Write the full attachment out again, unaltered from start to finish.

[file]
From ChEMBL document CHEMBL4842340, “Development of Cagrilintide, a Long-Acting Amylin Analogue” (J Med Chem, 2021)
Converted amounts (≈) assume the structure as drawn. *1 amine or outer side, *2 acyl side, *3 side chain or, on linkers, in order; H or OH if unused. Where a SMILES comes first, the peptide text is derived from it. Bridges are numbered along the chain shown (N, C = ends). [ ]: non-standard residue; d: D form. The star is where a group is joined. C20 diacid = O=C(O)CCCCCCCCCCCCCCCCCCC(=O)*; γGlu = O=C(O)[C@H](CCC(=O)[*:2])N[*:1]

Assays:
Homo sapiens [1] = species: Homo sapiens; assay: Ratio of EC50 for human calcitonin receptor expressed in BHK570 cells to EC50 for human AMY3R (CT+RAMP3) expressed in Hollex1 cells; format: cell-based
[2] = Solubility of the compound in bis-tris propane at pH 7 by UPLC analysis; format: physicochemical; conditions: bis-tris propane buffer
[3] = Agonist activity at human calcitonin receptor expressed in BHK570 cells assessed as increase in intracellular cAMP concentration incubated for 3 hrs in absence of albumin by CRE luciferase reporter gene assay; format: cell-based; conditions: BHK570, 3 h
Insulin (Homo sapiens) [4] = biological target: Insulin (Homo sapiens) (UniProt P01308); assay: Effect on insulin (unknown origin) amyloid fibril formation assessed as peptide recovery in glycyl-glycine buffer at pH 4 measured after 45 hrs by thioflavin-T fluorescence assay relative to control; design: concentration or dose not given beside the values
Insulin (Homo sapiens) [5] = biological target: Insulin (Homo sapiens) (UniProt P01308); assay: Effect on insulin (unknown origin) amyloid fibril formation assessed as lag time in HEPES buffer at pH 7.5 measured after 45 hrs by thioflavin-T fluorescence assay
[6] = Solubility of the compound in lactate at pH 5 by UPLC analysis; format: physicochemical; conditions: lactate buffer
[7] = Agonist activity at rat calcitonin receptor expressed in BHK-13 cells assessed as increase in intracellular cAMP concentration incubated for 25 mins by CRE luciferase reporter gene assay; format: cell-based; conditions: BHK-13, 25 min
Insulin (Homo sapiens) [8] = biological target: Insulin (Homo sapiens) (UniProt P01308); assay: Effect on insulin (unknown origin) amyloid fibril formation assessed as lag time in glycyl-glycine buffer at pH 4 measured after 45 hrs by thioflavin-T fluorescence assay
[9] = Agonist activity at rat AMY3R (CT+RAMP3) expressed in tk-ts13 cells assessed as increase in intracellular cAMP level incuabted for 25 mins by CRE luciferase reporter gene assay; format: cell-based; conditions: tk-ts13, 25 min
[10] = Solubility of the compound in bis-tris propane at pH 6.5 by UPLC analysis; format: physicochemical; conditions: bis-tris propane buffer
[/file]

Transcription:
From ChEMBL document CHEMBL4842340, “Development of Cagrilintide, a Long-Acting Amylin Analogue” (J Med Chem, 2021)
Converted amounts (≈) assume the structure as drawn. *1 amine or outer side, *2 acyl side, *3 side chain or, on linkers, in order; H or OH if unused. Where a SMILES comes first, the peptide text is derived from it. Bridges are numbered along the chain shown (N, C = ends). [ ]: non-standard residue; d: D form. The star is where a group is joined. C20 diacid = O=C(O)CCCCCCCCCCCCCCCCCCC(=O)*; γGlu = O=C(O)[C@H](CCC(=O)[*:2])N[*:1]

Assays:
Homo sapiens [1] = species: Homo sapiens; assay: Ratio of EC50 for human calcitonin receptor expressed in BHK570 cells to EC50 for human AMY3R (CT+RAMP3) expressed in Hollex1 cells; format: cell-based
[2] = Solubility of the compound in bis-tris propane at pH 7 by UPLC analysis; format: physicochemical; conditions: bis-tris propane buffer
[3] = Agonist activity at human calcitonin receptor expressed in BHK570 cells assessed as increase in intracellular cAMP concentration incubated for 3 hrs in absence of albumin by CRE luciferase reporter gene assay; format: cell-based; conditions: BHK570, 3 h
Insulin (Homo sapiens) [4] = biological target: Insulin (Homo sapiens) (UniProt P01308); assay: Effect on insulin (unknown origin) amyloid fibril formation assessed as peptide recovery in glycyl-glycine buffer at pH 4 measured after 45 hrs by thioflavin-T fluorescence assay relative to control; design: concentration or dose not given beside the values
Insulin (Homo sapiens) [5] = biological target: Insulin (Homo sapiens) (UniProt P01308); assay: Effect on insulin (unknown origin) amyloid fibril formation assessed as lag time in HEPES buffer at pH 7.5 measured after 45 hrs by thioflavin-T fluorescence assay
[6] = Solubility of the compound in lactate at pH 5 by UPLC analysis; format: physicochemical; conditions: lactate buffer
[7] = Agonist activity at rat calcitonin receptor expressed in BHK-13 cells assessed as increase in intracellular cAMP concentration incubated for 25 mins by CRE luciferase reporter gene assay; format: cell-based; conditions: BHK-13, 25 min
Insulin (Homo sapiens) [8] = biological target: Insulin (Homo sapiens) (UniProt P01308); assay: Effect on insulin (unknown origin) amyloid fibril formation assessed as lag time in glycyl-glycine buffer at pH 4 measured after 45 hrs by thioflavin-T fluorescence assay
[9] = Agonist activity at rat AMY3R (CT+RAMP3) expressed in tk-ts13 cells assessed as increase in intracellular cAMP level incuabted for 25 mins by CRE luciferase reporter gene assay; format: cell-based; conditions: tk-ts13, 25 min
[10] = Solubility of the compound in bis-tris propane at pH 6.5 by UPLC analysis; format: physicochemical; conditions: bis-tris propane buffer